Peter Kennaugh came through to take a big turn for Sky until he swung off with 2.5km to go. Ligthart was back on the front but the Lotto riders were passed by the Sky train of Ian Stannard, Ben Swift, Andrew Fenn and Elia Viviani.

 

Swift took over with 1.5km to go while the Lotto Soudal trio of Sieberg, Debusschere and Greipel had latched onto Viviani’s wheel. Just after the flamme rouge, Sieberg accelerated to hit the front and it was the Lotto trio who was first through the final turn.

 

Vivani had latched onto Greipel’s wheel as Etixx-QuickStep tried to pass the Lotto train. However, Debusschere managed to hold them off and Greipel started his sprint from the perfect position. Viviani moved up next to him and it came down to an extremely close photo finish where no one was able to call the winner. In the end, Greipel was given the victory while Sondre Holst Enger (IAM) took third.

 

Edvald Boasson Hagen could only manage 5th in the sprint but that was enough to defend his 13-second lead over Wout Poels (Sky). He now just needs to get safely through the final stage which is a short criterium in London that is expected to be decided in a bunch sprint.

 

A flat stage

After yesterday’s very hard stage, the terrain was significantly easier in stage 7 which brought the riders over a mammoth 227.1km from Fakenham to Ipswich. The stage only included three very small category 3 climbs and was almost completely flat, meaning that a bunch sprint was expected.

 

Rain had been forecasted for the stage but it was dry when the riders gathered for the start. Two riders were absent as Taylor Phinney (BMC) was suffering from fatigue and Roger Kluge (IAM) also decided to abandon.

 

Lots of punctures

Race leader Boasson Hagen and Ruben Fernandez (Movistar) both suffered mechanicals in the neutral zone but they were back in the peloton by the time they got to the real start.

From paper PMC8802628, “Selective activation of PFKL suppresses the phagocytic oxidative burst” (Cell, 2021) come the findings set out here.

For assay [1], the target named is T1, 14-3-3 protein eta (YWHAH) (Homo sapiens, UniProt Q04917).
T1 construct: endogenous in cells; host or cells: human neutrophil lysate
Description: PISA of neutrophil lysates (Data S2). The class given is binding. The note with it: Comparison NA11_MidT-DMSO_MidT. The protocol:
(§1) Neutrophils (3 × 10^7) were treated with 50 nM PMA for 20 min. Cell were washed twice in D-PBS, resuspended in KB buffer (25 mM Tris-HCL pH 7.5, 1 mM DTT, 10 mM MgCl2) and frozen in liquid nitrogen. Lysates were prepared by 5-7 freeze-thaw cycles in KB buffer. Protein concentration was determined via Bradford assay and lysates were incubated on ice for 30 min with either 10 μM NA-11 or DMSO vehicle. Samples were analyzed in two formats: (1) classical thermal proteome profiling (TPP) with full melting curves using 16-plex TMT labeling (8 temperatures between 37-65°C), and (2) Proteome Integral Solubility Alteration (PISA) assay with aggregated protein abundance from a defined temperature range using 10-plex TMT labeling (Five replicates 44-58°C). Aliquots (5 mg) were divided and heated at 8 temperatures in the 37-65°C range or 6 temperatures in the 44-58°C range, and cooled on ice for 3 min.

Three riders attacked straight from the gun but they were quickly brought back. Meanwhile, the many punctures continued as Sebastian Langeveld (Cannondale-Garmin), Tyler Farrar (MTN-Qhubeka) and Koen Bouwman (LottoNL) both had to stop.

 

Four riders get clear

There were lots of attacks in the early part of the race but things were still together at the 12km mark. Finally, the elastic snapped when Alistair Slater (An Post), Tom Stewart (Madison), Jonathan McEvoy (NFTO) and Chris Opie (One Pro) got an advantage of more than a minute.

 

However, the peloton was not content with the situation and the gap stayed around the one-minute mark while attacks rained from the peloton. The group managed to stay clear to the top of the first climb where Opie beat Stewart, McEvoy and Slater in the KOM sprint but moments later it all came back together.

 

A new break is formed

Matteo Trentin, Karol Domagalski, Michael Mørkøv, Rasmus Guldhammer, Matt Holmes and Robert Kiserlovski all punctured while the attacking continued. The peloton split in two but it came back together.

 

That’s when four riders managed to escape after more than an hour of fast riding. Alex Dowsett (Movistar), Graham Briggs (JLT), Bram Tankink (LottoNL) and Gabriel Cullaigh (Great Britain) took off but the peloton refused to let them go.

 

Lotto Soudal take control